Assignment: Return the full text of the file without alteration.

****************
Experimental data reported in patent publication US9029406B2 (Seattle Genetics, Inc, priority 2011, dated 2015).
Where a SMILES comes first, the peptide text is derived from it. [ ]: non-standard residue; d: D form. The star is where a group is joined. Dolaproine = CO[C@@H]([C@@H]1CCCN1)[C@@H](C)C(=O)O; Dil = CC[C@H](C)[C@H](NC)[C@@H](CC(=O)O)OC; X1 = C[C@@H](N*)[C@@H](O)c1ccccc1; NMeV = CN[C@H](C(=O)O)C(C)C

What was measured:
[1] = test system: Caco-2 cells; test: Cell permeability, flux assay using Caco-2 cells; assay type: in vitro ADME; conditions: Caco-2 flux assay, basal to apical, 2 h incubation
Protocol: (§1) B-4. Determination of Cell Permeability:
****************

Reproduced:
Experimental data reported in patent publication US9029406B2 (Seattle Genetics, Inc, priority 2011, dated 2015).
Where a SMILES comes first, the peptide text is derived from it. [ ]: non-standard residue; d: D form. The star is where a group is joined. Dolaproine = CO[C@@H]([C@@H]1CCCN1)[C@@H](C)C(=O)O; Dil = CC[C@H](C)[C@H](NC)[C@@H](CC(=O)O)OC; X1 = C[C@@H](N*)[C@@H](O)c1ccccc1; NMeV = CN[C@H](C(=O)O)C(C)C

What was measured:
[1] = test system: Caco-2 cells; test: Cell permeability, flux assay using Caco-2 cells; assay type: in vitro ADME; conditions: Caco-2 flux assay, basal to apical, 2 h incubation
Protocol: (§1) B-4. Determination of Cell Permeability: